Handel Leads Legislation to Make Communities Safer
WASHINGTON, DC – U.S. Representative Karen Handel (GA-6), a member of the House Judiciary Committee, released a statement regarding the Community Safety & Security Act (H.R. 6691), which she introduced and led to passage this week:
“Earlier this year, the term ‘crime of violence’ was deemed ‘unconstitutionally vague’ by the U.S. Supreme Court. To ensure that there is appropriate specificity in the legal definition of this term, I introduced legislation to more precisely define and address the Court’s concerns about vagueness,” said Representative Handel. “Failure to address this issue would have led to uncertainty in our courts and potentially disrupt the prosecution of certain crimes of violence. During my first term in Congress, making our communities safer and ending human trafficking have been a priority. This legislation furthers these goals by ensuring law enforcement and the judicial system have the legal certainty and clarity to appropriately prosecute crimes of violence and put serious criminals behind bars.”
• Earlier this year, in United States v. Dimaya, the Supreme Court ruled that a clause in the U.S. Criminal Code, specifically 18 USC § 16(b), which defines “crime of violence,” is unconstitutionally vague. As a result, lower courts would have to make judgment calls as to which crimes “involved a substantial risk” of physical force. While the decision arose from a particular situation and specific court case, the Court’s ruling regarding this code section is broad and applies to all circumstances.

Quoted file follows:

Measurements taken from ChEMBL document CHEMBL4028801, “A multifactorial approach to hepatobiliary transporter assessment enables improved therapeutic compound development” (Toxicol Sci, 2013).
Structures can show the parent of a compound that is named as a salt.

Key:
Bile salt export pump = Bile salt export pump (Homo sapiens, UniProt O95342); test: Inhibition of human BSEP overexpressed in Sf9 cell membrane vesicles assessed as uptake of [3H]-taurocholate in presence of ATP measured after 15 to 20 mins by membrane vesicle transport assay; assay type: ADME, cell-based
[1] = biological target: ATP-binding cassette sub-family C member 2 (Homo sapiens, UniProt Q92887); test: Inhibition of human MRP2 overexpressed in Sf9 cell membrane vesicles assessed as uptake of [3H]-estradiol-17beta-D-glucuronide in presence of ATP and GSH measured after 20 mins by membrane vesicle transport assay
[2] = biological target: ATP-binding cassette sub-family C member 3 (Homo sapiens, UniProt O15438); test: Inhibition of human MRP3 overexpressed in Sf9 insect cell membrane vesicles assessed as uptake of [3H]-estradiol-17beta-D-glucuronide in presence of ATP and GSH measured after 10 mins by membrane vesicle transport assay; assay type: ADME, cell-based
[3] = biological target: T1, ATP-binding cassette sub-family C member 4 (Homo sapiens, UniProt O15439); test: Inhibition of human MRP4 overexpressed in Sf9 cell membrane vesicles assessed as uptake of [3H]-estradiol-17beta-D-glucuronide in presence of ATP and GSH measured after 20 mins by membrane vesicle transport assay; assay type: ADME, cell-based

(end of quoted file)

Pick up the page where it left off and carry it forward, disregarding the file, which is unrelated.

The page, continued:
• To avoid differing interpretations of this legal term across the country, it is necessary for Congress to define in statute which specific crimes constitute an actual “crime of violence.” This provides legal clarity and consistency for law enforcement and across the judicial system.
• The Community Safety and Security Act is being considered this week and would amend the U.S. Criminal Code to specifically list those offenses that constitute a crime of violence.
• Those offenses include: human trafficking, voluntary manslaughter, attempted kidnapping, lewd and lascivious acts upon a child, sexual assault, burglary, unlawful possession of a firearm, and assault on a police officer.